Advances in Fuzzy Systems

Advances in Fuzzy Systems / 2020 / Article

Research Article | Open Access

Volume 2020 |Article ID 8852223 | https://doi.org/10.1155/2020/8852223

Funda Samanlioglu, Ayşe Nur Burnaz, Berke Diş, Mehmet Doğukan Tabaş, Mehmet Adıgüzel, "An Integrated Fuzzy Best-Worst-TOPSIS Method for Evaluation of Hotel Website and Digital Solutions Provider Firms", Advances in Fuzzy Systems, vol. 2020, Article ID 8852223, 10 pages, 2020. https://doi.org/10.1155/2020/8852223

An Integrated Fuzzy Best-Worst-TOPSIS Method for Evaluation of Hotel Website and Digital Solutions Provider Firms

Academic Editor: Katsuhiro Honda
Received23 Jul 2020
Accepted22 Oct 2020
Published03 Nov 2020

Abstract

In todayʼs world where technology is rapidly evolving, hotels need to be the best in all conditions to be one step ahead of other competitors. Digital marketing and hotel website solutions play a lead role in this competition. Therefore, hotel websites need to be innovative, user-friendly, and descriptive. The main purpose of the study is to evaluate and rank potential hotel websites and digital solutions provider firms. Since there are various potentially competing quantitative and qualitative criteria to take into consideration in the decision-making process, a multicriteria decision-making (MCDM) method is needed. As the MCDM method, fuzzy best-worst method (FBWM) is integrated with the Fuzzy Technique for Order Preference by Similarity to Ideal Solution (F-TOPSIS). In this integration, FBWM is applied to determine fuzzy evaluation criteria weights and then F-TOPSIS is implemented to rank alternatives utilizing the obtained fuzzy weights. A case study is presented, where 4 alternative hotel websites and digital solutions provider firms for Paloma Hotels in Turkey are evaluated based on 9 criteria by 3 hotel managers.

1. Introduction

With the introduction of web technologies at the beginning of the 90s, the Internet has become the most effective communication tool for today. User experience and website quality concepts have come to the fore with the development of web technologies. Utilizing web applications that can work in harmony with the companyʼs business processes is especially significant in the competitive tourism sector. The hotel industry should benefit from the accessibility of the Internet by creating effective digital marketing solutions and websites. Nowadays, hotel customers mostly book online and only the hotels that offer better web platforms to their customers can be superior to their competitors.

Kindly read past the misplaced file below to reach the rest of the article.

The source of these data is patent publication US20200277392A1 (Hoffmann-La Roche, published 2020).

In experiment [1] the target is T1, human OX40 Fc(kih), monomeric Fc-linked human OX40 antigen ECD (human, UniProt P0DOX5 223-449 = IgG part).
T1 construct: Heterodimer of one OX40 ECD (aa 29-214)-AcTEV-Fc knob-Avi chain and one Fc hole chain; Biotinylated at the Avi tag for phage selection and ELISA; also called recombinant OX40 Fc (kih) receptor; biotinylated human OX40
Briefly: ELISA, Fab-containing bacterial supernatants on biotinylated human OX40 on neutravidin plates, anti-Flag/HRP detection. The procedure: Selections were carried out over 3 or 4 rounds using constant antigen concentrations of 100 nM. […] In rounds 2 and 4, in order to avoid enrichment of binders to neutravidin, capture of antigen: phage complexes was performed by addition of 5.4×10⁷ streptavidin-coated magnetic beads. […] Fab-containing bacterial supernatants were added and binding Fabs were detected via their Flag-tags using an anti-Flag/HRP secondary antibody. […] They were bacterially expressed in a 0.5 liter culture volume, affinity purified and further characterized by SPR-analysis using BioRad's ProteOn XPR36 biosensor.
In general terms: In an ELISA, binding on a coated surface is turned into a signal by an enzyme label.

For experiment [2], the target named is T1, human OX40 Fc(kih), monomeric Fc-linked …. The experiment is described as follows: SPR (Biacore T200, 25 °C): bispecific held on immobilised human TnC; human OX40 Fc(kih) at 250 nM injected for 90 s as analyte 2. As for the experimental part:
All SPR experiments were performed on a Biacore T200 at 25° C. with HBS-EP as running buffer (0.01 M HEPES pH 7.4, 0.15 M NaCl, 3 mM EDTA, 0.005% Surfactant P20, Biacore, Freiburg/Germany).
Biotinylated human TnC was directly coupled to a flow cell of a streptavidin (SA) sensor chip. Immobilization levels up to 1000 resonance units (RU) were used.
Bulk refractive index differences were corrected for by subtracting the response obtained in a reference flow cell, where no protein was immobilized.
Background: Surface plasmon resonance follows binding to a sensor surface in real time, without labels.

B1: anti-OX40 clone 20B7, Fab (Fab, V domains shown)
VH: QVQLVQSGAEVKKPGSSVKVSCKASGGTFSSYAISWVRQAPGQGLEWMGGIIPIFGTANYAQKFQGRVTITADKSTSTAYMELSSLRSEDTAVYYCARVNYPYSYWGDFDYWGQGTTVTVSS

There are many website design firms that can design especially hotel websites; however, not all have the potential to provide all or many of the requested features of the websites. For this reason, the purpose of this study is to present a systematic approach for evaluating potential hotel website and digital solutions provider firms with respect to the competing qualitative and quantitative criteria and ranking alternatives from the best to the worst. Due to the nature of the decision-making process, a multicriteria decision-making (MCDM) method is needed and, as the MCDM method, FBWM is integrated with F-TOPSIS in the study. In this integration, FBWM is used to determine fuzzy criteria weights and then F-TOPSIS is applied to rank alternatives utilizing these weights. With Integrated Fuzzy Best-Worst-TOPSIS, both methodsʼ advantages are taken: in FBWM phase, with a few numbers of pairwise criteria comparisons, reliable and consistent fuzzy criteria weights are obtained and then, in F-TOPSIS phase, alternatives are ranked at a reasonable time and effort without complex calculations.

2. Literature Review

BWM was developed by Rezai in 2015 [1] and, to illustrate the method, Rezai presented a real-world problem of evaluation and selection of mobile phones. The criteria weights obtained with BWM are relatively more reliable than other MCDM methods such as AHP since BWM involves a fewer number of pairwise comparisons that can be bewildering [2]. Due to these advantages, BWM and its fuzzy extension FBWM are implemented in various MCDM problems in the literature. Nawaz et al. [3] implemented BWM to evaluate and rank cloud services. Asadabadi et al. [4] applied BWM to evaluate the specifications of the delivered product and the project provider performance. To also incorporate the imprecision and bluntness in the decision-making process, FBWM has been implemented in various application areas such as evaluation of the severity of pulmonary emphysema [5]; evaluation of transportation modes and supplier performances and selection of a high-cost performance car [6]; firefighting helicopters [7], assessment of supplier development [8]; and evaluation of the delivered product and the performance of the provider [4].

TOPSIS, developed by Hwang and Yoon [9] and improved by Hwang et al. [10], emphasizes the idea that the best alternative solution has the shortest distance to positive-ideal-solution and largest distance to the negative-ideal-solution. To describe the vagueness and ambiguity existent in the decision-making process, its fuzzy extension, F-TOPSIS was developed and implemented in various MCDM problems. Some of these applications are supplier selection in a watch company [11], air carrier evaluation [12], IT personnel selection [13], leaching method selection in hydrometallurgical processes [14], sustainability policy scenario evaluation for the development of electrical vehicles [15], maintenance strategy selection of a cement company [16], green supplier selection [17], evaluation of maintenance strategies for an “off-grid PV-powered street lightening system” [18], and evaluation of energy alternative forms [19].